Human rights worker in Chechnya sentenced to 4 years in prison amid fears of further crackdown

Oyub Titiev's trial was condemned by international human rights groups.

ByABC News
March 18, 2019, 4:19 PM

Moscow -- A court in Chechnya has sentenced a prominent human rights worker to four years prison in a case that has been widely condemned by international rights organizations as fabricated and intended to further suffocate dissent in the troubled Russian republic.

Oyub Titiev, the director of the local branch of Memorial, one of Russia’s most respected human rights organizations, was convicted of marijuana possession, a charge his lawyers said was manufactured in order to punish Titiev for his work investigating and exposing human rights abuses in Chechnya, including extrajudicial killings.

Memorial has long worked to record such crimes in Chechnya, a semi-autonomous republic in southern Russia that is ruled by strongman president Ramzan Kadyrov. Human rights abuses and violent attacks on Kadyrov's opponents have been reported in Chechnya, and human rights campaigners fear that Titiev’s trial could mark the beginning of a renewed crackdown after Kadyrov said that he would no longer allow rights activists to operate in the region.

“I officially declare to human rights activists: after the end of the trial, Chechnya will be forbidden territory for them, like it is for terrorists and extremists,” Kadyrov said in late August of 2018, referring to Titiev’s trial in a speech to local law enforcement that aired on Chechen television.

PHOTO: Chechen regional leader Ramzan Kadyrov speaks at his inauguration ceremony in Chechnya's provincial capital Grozny, Russia, Oct. 5, 2016.
Chechen regional leader Ramzan Kadyrov speaks at his inauguration ceremony in Chechnya's provincial capital Grozny, Russia, Oct. 5, 2016.
Musa Sadulayev/AP, FILE

The guilty verdict against Titiev was expected by his colleagues and human right organizations, which have slammed the case as a show trial, filled with inconsistencies and fabricated evidence.

“The guilty verdict against Oyub Titiev is gross injustice to him, a disgrace to Russian criminal justice system, and a further sign that Ramzan Kadyrov, the governor of Chechnya, will be emboldened to silence reporting on human rights abuses,” Rachel Denber, deputy Europe and Central Asia director at Human Rights Watch, said in a statement.

Titiev was arrested in January of 2018 by Chechen police, who claimed to have found 200 grams of marijuana in his car. Titiev's lawyers have accused police of planting the drug in Titiev's vehicle after they arrested him.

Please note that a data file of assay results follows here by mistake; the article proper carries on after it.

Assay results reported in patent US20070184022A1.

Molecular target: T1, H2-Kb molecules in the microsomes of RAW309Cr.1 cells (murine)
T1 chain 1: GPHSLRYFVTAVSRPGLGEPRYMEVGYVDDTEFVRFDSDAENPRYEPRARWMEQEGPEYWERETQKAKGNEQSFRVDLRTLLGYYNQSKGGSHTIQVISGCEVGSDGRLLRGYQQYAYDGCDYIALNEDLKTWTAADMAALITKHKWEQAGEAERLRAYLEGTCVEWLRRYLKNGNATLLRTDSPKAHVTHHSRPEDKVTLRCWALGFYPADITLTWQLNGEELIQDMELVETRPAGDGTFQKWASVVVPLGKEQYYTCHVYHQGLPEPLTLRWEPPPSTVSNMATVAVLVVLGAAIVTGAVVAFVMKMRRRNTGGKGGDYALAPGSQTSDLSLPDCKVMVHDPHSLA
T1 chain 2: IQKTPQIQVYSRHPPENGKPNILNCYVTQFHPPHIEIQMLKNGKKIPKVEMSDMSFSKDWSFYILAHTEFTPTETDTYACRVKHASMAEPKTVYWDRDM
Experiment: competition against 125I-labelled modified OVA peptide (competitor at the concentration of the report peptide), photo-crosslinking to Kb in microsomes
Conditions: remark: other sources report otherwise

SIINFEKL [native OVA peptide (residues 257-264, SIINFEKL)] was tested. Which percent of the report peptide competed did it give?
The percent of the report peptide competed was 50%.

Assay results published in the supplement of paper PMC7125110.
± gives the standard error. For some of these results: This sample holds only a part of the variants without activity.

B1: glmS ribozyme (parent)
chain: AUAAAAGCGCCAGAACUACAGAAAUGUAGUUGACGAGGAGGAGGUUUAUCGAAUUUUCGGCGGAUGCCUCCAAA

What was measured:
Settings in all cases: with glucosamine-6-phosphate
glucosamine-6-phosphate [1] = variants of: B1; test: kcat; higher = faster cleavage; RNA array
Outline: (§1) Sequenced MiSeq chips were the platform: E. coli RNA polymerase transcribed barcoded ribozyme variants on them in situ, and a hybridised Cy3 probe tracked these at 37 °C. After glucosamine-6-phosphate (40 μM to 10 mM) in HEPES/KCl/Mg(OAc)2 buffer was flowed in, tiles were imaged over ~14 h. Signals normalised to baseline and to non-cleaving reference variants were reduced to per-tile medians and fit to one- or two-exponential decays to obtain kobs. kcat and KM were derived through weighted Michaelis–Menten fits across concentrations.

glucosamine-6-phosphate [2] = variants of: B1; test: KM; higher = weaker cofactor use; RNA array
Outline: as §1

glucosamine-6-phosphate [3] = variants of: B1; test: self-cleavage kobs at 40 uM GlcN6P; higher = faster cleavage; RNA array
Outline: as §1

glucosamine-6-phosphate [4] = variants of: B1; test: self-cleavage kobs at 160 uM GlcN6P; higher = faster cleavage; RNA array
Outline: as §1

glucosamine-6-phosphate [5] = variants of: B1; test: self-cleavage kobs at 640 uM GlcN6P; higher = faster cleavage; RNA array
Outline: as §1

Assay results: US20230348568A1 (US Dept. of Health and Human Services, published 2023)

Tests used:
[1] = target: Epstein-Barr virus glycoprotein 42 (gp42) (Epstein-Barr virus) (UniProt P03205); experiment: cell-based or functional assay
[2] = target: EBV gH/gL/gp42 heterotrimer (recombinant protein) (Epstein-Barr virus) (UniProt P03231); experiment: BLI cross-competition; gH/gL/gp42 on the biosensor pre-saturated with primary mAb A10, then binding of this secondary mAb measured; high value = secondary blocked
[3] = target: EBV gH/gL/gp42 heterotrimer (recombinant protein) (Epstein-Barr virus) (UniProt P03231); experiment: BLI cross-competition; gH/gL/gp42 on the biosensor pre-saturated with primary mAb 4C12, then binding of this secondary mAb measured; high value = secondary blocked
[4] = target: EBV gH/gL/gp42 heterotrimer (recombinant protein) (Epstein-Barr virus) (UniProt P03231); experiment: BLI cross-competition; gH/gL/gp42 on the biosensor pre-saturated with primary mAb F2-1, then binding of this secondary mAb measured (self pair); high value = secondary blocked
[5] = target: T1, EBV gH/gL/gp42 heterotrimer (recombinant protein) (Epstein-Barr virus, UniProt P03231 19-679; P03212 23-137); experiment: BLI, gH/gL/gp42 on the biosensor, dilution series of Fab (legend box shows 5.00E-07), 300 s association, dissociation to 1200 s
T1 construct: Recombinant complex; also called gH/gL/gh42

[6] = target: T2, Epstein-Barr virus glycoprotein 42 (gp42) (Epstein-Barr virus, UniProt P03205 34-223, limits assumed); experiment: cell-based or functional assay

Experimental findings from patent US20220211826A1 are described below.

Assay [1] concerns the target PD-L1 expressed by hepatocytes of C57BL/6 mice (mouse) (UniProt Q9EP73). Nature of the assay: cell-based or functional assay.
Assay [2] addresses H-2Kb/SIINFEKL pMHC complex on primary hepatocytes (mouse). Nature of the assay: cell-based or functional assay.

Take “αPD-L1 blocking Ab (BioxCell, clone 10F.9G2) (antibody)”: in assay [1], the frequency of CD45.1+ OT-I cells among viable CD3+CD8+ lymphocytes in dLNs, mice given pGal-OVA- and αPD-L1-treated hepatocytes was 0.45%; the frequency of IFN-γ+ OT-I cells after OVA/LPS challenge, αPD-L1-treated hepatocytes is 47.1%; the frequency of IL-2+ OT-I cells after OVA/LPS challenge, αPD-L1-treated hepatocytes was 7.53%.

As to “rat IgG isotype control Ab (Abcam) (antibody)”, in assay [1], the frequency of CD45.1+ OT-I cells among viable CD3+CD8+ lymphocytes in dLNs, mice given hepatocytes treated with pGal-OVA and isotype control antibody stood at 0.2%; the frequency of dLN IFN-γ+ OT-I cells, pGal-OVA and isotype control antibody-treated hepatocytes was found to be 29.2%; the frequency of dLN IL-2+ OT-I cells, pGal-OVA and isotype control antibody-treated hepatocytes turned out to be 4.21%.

Director of Memorial's Chechnya office since 2009, Titiev had been working for the organization since 2001. His case has become one of Russia's most prominent political trials. In October, the European Union awarded Titiev a prestigious human rights prize, giving it to him in absentia.

In the end the court in the town of Shali did show some unexpected leniency: in the penal colony where Titiev was sentenced to spend his imprisonment, he will be permitted to movave around freely at some times of day and wear civilian clothes. His sentence will also permit him to spend to days a month at home, a Guardian journalist at the hearing reported.

Human rights workers and journalists have for years been frequent targets for attacks in Chechnya, where dissent is heavily suppressed.

Natalia Estemirova, Titiev's predecessor as director of Memorial’s Chechnya office, was kidnapped in Grozny and shot dead outside the city in 2009. In 2016, masked men attacked a group of journalists trying to enter Chechnya on a tour organized by the Committee to Prevent Torture, beating the reporters and setting their bus on fire. The same month, the head of the organization, Ilya Kalyapin was attacked in Grozny.

In 2017 and again this January, reports emerged that dozens of people suspected of being gay were rounded up and tortured by Chechen security forces. Some have linked the renewed surge in repression and pressure against rights activists to the international outcry that followed those round ups, after which Kadyrov and some of his top lieutenants sanctioned by the European Union and the U.S.

Memorial has long been a target of Kadyrov, and repeatedly suffered attacks, and. Around the time of Titiev’s arrest, the organization’s office in a neighboring region was burnt down by masked men. One of Titiev’s colleague in Dagestan was beaten outside his home last March.

It’s unclear why Titiev, who has been documenting crimes for years, was arrested now. His colleagues have said that in the months before he was detained, he had been investigating alleged extrajudicial killings by security forces linked to Kadyrov.

Some rights researchers have attributed the case to a growing intolerance in Chechnya for human rights organizations in any form.

“Memorial was the last human rights organization that still maintained a presence in Chechnya and exposed enforced disappearances, extrajudicial killings, and other egregious abuses,” Human Rights Watch wrote ahead of Monday’s verdict. Titiev’s trial, the organization wrote, was aimed at “forcing Memorial completely out of Chechnya.”